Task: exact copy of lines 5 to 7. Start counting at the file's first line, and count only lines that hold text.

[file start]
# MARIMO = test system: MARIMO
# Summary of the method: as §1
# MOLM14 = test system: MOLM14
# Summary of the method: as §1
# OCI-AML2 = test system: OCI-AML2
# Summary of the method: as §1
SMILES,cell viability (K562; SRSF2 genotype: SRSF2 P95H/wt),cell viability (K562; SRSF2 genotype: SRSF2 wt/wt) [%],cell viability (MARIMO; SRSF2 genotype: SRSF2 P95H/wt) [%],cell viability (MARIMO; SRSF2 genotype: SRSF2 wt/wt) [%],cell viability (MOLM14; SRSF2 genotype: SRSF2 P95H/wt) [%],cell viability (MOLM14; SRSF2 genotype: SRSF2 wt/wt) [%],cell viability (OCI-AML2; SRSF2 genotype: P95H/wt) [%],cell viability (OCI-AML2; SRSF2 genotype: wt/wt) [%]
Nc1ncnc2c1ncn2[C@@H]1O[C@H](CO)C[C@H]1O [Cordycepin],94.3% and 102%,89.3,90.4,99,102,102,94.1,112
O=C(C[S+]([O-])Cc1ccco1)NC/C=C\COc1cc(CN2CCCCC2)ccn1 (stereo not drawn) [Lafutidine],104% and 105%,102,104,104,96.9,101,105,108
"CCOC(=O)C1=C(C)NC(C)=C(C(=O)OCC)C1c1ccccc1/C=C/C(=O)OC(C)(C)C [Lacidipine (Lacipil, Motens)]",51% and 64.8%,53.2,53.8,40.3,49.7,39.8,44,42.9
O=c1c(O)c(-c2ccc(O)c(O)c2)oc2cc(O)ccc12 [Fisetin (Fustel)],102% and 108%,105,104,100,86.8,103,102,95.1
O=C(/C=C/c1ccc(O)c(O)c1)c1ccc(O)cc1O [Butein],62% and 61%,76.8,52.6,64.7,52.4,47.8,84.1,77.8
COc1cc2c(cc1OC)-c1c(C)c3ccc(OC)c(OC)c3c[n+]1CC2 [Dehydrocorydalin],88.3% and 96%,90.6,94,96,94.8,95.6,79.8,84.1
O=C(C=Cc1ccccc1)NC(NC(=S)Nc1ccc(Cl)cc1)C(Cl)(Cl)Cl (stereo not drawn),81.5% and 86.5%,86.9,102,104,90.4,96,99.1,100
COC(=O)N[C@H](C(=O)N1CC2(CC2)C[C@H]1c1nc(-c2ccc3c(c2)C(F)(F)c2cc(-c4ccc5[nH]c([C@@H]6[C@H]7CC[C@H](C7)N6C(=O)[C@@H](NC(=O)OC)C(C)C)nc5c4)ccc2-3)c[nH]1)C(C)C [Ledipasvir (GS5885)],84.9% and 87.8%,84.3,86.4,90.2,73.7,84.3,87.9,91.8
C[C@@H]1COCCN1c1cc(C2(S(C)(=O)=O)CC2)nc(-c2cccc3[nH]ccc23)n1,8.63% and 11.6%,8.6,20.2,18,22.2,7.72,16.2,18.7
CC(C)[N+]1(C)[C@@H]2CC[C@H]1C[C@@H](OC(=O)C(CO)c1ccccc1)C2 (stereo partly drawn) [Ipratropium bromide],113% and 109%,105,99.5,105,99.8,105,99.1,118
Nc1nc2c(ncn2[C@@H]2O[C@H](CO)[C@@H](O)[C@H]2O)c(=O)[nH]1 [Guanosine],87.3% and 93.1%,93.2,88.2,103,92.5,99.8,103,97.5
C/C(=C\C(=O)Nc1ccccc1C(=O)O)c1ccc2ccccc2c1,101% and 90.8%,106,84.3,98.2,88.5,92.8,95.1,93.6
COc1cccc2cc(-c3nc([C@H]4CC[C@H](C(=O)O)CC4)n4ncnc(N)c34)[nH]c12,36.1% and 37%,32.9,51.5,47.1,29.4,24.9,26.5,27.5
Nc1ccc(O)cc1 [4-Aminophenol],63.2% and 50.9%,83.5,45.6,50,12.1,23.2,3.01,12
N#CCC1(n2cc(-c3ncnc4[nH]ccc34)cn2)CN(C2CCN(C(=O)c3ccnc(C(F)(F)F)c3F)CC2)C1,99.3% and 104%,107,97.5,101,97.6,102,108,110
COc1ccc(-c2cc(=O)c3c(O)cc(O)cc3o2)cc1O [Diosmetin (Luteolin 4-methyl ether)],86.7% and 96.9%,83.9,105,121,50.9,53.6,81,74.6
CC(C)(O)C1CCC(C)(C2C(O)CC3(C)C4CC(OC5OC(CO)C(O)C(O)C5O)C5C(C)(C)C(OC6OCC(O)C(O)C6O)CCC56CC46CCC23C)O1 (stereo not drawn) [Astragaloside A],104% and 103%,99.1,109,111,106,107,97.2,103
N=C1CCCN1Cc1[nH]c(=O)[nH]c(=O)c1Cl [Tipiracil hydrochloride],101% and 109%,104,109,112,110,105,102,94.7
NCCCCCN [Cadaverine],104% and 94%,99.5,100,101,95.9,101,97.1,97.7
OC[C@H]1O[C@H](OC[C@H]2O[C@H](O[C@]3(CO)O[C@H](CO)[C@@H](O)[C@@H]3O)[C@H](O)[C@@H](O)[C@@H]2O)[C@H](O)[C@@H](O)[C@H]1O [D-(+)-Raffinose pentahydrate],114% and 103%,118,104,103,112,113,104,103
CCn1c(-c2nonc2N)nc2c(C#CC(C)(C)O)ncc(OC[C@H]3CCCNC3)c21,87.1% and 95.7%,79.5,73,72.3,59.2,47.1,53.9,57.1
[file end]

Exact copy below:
# OCI-AML2 = test system: OCI-AML2
# Summary of the method: as §1
SMILES,cell viability (K562; SRSF2 genotype: SRSF2 P95H/wt),cell viability (K562; SRSF2 genotype: SRSF2 wt/wt) [%],cell viability (MARIMO; SRSF2 genotype: SRSF2 P95H/wt) [%],cell viability (MARIMO; SRSF2 genotype: SRSF2 wt/wt) [%],cell viability (MOLM14; SRSF2 genotype: SRSF2 P95H/wt) [%],cell viability (MOLM14; SRSF2 genotype: SRSF2 wt/wt) [%],cell viability (OCI-AML2; SRSF2 genotype: P95H/wt) [%],cell viability (OCI-AML2; SRSF2 genotype: wt/wt) [%]